Chronological History of the American Civil War
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Friday, November 28, 1862 : The Battle of Cane Hill in northwestern Arkansas was part of a Confederate attempt to push the Yankees back into Missouri and recapture ground lost during the Pea Ridge campaign of early 1862, when Union forces secured parts of northern Arkansas. Union troops under James Blunt surprise attacked Confederate forces under John Marmaduke. Blunt pursued Marmaduke's forces for 12 miles before the Confederates reached the safety of the hills. Though the conflict lasted for nine hours, casualties were light. The Yankees suffered 41 men killed or wounded, while the Confederates lost 45. Saturday, November 29, 1862 : Lee had reorganized his army after the Seven Days, replacing those he thought were ineffective commanders and today, General John Magruder (CSA) is reassigned to command the District of Texas, New Mexico, and Arizona. Sunday, November 30, 1862 : By this time the year before, most soldiers, were in winter quarters, but this year it seems this is not going to happen. Most want “one” battle that will end the war. The North with its new commander, General Burnside (U.S.), was still preparing to cross the river at Fredericksburg, Virginia. Meanwhile on the other side of the river, General Lee’s (CSA) army was digging in for a fight and ‘Stonewall’ Jackson arrives with his men bringing the total number of Confederate soldiers in the town to 80,000. In Leavenworth, Kansas the Daily Times writes: “A detachment of soldiers from the Fort, yesterday, under command of a Lieutenant, hunted up a wagon load of soldiers' clothing, saddles, etc., which they seized as the property of the U. S., having been sold or pawned to the various dealers in that line, by the soldiers.” Monday, December 1, 1862 : Just 10 weeks before, President Lincoln had issued his “Emancipation Proclamation”, which declared that slaves in territories still in rebellion as of January 1, 1863, would be free. The bill was not well received by everyone in the North; it came across with considerable resistance from conservative Democrats who did not desire to fight a war to free slaves. Lincoln addressed the 37th Congress in the capital and proposes three amendments to the U. S. Constitution. First, all slaves would be gradually emancipated until 1900. Second, slaves freed during the war would remain free. Third, the United States Congress may appropriate money, and otherwise provide for colonizing free colored persons with their own consent, at any place or places outside the U.S. Now crossing out of Tennessee into Mississippi, General Grant was on his first march to Vicksburg, following the Mississippi Central Railroad out of Southeast Tennessee. He is met with resisting Mississippi Confederates north of Abbeville, Mississippi, entrenchments along the Tallahatchie River. Tuesday, December 2, 1862 : After Confederate, General Braxton Bragg’s defeat at Perryville,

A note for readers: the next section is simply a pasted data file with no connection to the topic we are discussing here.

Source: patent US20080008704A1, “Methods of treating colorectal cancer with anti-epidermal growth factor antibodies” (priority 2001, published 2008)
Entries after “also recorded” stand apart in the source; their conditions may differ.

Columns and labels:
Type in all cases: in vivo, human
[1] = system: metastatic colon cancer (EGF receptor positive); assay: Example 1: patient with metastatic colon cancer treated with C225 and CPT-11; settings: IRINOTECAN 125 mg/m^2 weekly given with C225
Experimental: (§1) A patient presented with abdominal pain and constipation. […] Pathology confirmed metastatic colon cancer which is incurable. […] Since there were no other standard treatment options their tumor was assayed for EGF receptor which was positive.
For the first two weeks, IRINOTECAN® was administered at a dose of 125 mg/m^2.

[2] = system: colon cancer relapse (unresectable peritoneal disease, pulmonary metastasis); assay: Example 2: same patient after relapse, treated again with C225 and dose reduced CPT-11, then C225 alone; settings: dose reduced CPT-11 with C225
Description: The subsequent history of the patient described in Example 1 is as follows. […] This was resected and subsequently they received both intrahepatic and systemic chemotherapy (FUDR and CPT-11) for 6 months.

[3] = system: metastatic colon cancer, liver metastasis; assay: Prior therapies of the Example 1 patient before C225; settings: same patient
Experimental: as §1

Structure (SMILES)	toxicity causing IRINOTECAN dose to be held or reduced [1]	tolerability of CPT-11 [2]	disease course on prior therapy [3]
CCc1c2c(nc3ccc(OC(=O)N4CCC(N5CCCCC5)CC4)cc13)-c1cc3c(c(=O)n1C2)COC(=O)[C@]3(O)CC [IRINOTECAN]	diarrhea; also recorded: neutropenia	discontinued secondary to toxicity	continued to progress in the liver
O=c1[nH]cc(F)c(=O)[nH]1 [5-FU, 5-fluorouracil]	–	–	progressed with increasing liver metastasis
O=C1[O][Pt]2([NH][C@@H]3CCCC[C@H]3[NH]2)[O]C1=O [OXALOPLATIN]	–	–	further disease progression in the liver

Kentucky on October 8, 1862, he and his Confederate Army of the Mississippi retreated, reorganized, and were re-designated as the Army of Tennessee. They then advanced to Murfreesboro, Tennessee, and geared up to move into winter quarters. Nevertheless, the Union had different thoughts. In Mississippi, Union XIII Corps' cavalry commander, Col. T. Lyle Dickey (U.S.) (pictured) ordered to pursue the southern Confederates, gathered his troops near Abbeville and skirmishes with Major General Earl Van Dorn's (CSA) rear guard through town, down the railroad, and through Oxford. Wednesday, December 3, 1862 : The Army of the Potomac (U.S.) was either in winter camps guarding the perimeter of Washington, D.C., or else still perched on the bluffs across the Rappahannock River from Fredericksburg, Virginia. Further west, was an attack on a Union supply train on Hardin Pike near Nashville, Tennessee, and a few shots exchanged near Moorefield, western (but not yet West) Virginia.
In Mississippi, more action was going on, as was to be expected considering that Ulysses S. Grant (U.S.) was leading an army through the countryside. Col. Dickey (U.S.) divided his force in 4 different parts: 1 regiment was left to secured Oxford, Mississippi; Col. John K. Mizner's men, dispatched west, roved the right flank looking for the Confederates; while Cols. Albert L. Lee (U.S.) and Edward Hatch (U.S.) headed up 2 columns. Edward Hatch's column traveling the Coffeeville Road south and Albert L.
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